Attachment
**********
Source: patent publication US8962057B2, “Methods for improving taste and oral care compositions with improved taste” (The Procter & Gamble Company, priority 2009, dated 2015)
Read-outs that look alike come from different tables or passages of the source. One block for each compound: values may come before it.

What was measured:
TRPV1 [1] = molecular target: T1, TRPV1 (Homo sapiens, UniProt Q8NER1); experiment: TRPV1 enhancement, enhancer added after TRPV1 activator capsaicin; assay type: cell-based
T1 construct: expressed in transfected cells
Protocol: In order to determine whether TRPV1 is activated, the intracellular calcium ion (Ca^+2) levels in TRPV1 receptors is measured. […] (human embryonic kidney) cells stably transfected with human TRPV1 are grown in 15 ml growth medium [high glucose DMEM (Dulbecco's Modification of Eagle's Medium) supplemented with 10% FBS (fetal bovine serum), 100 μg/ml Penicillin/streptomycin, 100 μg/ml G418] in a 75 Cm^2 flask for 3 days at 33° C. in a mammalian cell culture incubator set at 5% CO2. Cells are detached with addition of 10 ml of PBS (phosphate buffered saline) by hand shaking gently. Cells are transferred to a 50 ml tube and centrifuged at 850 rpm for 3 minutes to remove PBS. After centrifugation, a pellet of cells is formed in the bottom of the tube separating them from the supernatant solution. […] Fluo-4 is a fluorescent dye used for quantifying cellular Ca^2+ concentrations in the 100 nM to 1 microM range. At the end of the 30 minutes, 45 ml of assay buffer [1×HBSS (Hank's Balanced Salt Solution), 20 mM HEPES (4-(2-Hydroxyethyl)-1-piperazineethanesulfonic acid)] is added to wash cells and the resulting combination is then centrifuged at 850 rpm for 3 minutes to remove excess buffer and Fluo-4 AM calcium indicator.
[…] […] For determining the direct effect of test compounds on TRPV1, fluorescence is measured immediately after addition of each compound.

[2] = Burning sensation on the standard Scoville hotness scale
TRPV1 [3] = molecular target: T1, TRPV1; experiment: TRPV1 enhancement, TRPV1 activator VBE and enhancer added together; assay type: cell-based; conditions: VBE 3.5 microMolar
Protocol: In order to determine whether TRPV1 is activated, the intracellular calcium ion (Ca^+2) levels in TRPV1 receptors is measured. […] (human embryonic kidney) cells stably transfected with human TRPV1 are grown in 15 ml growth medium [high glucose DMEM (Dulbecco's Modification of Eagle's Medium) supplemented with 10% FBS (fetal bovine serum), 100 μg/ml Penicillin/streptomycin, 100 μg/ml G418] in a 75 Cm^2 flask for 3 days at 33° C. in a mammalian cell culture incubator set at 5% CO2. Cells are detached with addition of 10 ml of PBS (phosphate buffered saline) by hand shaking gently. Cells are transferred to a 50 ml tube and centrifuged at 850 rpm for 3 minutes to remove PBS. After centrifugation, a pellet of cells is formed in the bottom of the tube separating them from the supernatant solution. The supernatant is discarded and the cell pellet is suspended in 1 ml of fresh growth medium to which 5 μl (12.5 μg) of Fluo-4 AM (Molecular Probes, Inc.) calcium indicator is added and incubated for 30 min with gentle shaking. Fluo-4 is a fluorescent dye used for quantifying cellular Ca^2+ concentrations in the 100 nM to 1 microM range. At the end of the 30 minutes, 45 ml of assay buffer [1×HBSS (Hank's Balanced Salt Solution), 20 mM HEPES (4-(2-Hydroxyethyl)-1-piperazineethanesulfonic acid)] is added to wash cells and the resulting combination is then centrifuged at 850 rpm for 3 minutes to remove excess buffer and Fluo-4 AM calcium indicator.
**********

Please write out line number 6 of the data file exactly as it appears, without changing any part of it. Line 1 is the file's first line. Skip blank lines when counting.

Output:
Protocol: In order to determine whether TRPV1 is activated, the intracellular calcium ion (Ca^+2) levels in TRPV1 receptors is measured. […] (human embryonic kidney) cells stably transfected with human TRPV1 are grown in 15 ml growth medium [high glucose DMEM (Dulbecco's Modification of Eagle's Medium) supplemented with 10% FBS (fetal bovine serum), 100 μg/ml Penicillin/streptomycin, 100 μg/ml G418] in a 75 Cm^2 flask for 3 days at 33° C. in a mammalian cell culture incubator set at 5% CO2. Cells are detached with addition of 10 ml of PBS (phosphate buffered saline) by hand shaking gently. Cells are transferred to a 50 ml tube and centrifuged at 850 rpm for 3 minutes to remove PBS. After centrifugation, a pellet of cells is formed in the bottom of the tube separating them from the supernatant solution. […] Fluo-4 is a fluorescent dye used for quantifying cellular Ca^2+ concentrations in the 100 nM to 1 microM range. At the end of the 30 minutes, 45 ml of assay buffer [1×HBSS (Hank's Balanced Salt Solution), 20 mM HEPES (4-(2-Hydroxyethyl)-1-piperazineethanesulfonic acid)] is added to wash cells and the resulting combination is then centrifuged at 850 rpm for 3 minutes to remove excess buffer and Fluo-4 AM calcium indicator.